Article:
Rachel Widome of the Center for Chronic Disease Outcomes Research at the Minneapolis VA Medical Center said since the wars in Iraq and Afghanistan began, 51 percent of eligible Iraq and Afghanistan war veterans have sought care through the VA.
This is in part because of unfamiliarity with the system, distance from the VA medical centers, misconceptions about the quality of VA care, or reluctance to visit a large VA hospital for routine care, Widome said.
"One pressing issue in providing any kind of services to veterans, especially those who have separated recently, is that the Military Health System and VA are not well-integrated, which makes continuity of any type of service more challenging," the study said.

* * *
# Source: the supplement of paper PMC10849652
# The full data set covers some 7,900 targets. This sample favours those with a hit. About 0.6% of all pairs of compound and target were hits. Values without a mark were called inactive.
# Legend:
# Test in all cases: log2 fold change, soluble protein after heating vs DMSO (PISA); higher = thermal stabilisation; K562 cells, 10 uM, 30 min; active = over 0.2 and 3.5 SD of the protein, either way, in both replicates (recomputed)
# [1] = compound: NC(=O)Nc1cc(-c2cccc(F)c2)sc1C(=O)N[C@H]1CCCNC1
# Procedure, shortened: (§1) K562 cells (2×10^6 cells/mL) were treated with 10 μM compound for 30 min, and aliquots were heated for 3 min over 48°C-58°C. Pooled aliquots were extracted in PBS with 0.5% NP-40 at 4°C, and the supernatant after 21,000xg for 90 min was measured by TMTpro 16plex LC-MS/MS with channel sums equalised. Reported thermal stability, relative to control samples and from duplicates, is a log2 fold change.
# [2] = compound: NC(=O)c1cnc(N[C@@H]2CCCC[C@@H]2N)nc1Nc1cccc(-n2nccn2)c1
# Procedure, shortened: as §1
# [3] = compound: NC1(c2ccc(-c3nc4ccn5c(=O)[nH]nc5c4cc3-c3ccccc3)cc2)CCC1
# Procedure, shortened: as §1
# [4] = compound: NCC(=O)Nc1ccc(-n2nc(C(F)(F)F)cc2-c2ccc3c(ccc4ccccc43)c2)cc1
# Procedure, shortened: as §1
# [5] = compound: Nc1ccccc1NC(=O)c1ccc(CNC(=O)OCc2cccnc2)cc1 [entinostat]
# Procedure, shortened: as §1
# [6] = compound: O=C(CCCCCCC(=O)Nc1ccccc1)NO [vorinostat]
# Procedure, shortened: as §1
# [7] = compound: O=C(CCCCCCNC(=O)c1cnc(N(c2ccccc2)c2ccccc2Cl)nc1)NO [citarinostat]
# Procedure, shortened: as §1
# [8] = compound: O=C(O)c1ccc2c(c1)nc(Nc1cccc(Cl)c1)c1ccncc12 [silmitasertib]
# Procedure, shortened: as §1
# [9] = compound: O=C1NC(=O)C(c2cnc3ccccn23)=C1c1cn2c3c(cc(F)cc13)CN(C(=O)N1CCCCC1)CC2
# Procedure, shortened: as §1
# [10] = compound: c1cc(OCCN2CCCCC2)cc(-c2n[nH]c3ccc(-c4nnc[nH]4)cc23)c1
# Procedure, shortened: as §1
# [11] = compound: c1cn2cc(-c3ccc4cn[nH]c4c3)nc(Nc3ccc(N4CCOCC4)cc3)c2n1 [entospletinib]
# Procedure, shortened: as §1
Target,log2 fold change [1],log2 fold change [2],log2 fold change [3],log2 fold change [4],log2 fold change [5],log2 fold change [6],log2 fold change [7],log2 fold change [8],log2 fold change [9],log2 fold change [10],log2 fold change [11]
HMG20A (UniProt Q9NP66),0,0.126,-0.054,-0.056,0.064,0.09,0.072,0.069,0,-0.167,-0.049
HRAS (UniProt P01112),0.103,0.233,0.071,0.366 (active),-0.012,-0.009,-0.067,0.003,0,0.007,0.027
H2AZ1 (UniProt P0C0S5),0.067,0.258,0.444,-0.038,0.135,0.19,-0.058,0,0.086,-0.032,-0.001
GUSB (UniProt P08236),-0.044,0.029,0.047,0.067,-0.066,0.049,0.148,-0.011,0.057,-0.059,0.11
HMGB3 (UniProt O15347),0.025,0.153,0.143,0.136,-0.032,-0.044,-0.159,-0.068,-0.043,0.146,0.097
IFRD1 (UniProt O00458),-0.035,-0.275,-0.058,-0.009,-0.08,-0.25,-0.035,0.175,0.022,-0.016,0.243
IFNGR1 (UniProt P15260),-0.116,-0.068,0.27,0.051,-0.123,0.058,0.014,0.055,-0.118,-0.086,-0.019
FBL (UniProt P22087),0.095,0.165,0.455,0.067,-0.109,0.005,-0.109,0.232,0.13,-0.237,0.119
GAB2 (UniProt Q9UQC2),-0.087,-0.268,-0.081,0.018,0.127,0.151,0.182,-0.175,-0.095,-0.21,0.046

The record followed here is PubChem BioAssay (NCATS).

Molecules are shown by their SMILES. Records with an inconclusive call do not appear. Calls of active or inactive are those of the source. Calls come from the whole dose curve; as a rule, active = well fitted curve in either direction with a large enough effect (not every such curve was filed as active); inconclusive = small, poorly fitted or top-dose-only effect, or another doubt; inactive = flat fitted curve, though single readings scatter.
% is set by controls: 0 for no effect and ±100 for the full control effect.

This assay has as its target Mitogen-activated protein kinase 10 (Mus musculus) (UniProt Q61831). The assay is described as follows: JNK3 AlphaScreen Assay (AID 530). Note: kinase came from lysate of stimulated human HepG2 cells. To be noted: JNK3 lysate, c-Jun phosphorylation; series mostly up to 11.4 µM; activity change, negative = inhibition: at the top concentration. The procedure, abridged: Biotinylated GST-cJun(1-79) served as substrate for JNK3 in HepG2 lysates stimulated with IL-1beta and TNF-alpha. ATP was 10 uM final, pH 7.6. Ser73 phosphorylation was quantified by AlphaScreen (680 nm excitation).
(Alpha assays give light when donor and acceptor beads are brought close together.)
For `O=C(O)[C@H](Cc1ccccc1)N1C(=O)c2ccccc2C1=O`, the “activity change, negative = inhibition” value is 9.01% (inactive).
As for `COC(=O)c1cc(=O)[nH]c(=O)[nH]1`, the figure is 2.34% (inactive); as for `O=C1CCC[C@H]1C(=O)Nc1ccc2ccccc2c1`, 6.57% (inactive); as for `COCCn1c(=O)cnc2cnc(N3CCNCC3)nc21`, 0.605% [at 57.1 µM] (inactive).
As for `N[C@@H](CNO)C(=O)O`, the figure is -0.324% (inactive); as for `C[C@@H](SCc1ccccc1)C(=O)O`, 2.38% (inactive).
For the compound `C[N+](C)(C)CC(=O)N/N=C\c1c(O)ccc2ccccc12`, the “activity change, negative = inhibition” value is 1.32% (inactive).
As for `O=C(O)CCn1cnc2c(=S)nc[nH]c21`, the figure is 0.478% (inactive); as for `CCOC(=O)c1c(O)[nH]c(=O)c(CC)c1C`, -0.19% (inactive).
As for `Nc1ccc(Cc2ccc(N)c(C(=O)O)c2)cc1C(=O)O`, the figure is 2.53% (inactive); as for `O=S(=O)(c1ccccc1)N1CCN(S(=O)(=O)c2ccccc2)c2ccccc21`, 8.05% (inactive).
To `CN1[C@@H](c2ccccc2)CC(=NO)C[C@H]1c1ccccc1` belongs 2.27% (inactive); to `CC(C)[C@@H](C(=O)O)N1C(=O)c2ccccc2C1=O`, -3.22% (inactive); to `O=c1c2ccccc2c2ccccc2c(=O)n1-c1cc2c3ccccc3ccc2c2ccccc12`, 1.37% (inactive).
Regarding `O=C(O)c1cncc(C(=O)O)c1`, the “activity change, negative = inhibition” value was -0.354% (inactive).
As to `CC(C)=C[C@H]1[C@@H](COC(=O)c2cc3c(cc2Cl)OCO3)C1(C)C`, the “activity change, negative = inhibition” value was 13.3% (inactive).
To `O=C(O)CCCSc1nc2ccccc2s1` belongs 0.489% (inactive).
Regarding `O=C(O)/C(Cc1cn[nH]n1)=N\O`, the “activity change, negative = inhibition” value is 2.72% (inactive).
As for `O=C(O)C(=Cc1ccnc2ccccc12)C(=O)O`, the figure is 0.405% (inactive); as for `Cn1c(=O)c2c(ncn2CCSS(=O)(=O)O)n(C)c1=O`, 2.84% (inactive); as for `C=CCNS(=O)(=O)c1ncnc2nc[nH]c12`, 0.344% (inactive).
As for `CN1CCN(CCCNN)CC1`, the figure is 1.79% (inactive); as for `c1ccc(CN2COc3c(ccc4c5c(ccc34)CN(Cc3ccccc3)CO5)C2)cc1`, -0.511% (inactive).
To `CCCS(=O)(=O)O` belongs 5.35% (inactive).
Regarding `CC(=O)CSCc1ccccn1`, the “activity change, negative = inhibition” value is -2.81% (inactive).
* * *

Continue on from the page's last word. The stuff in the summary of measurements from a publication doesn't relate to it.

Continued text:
"The Post-9/11 Veterans Educational Assistance Act of 2008 has enabled hundreds of thousands of Iraq and Afghanistan war veterans to attend college and some natural partnerships could emerge between universities and organizations devoted to promoting veteran health."
The findings are scheduled to be published in the January issue of Preventing Chronic Diseases.
Moore to attend retreat in to avoid Kutcher's wedding
Turkey considering to use pistachios to heat country’s first eco-city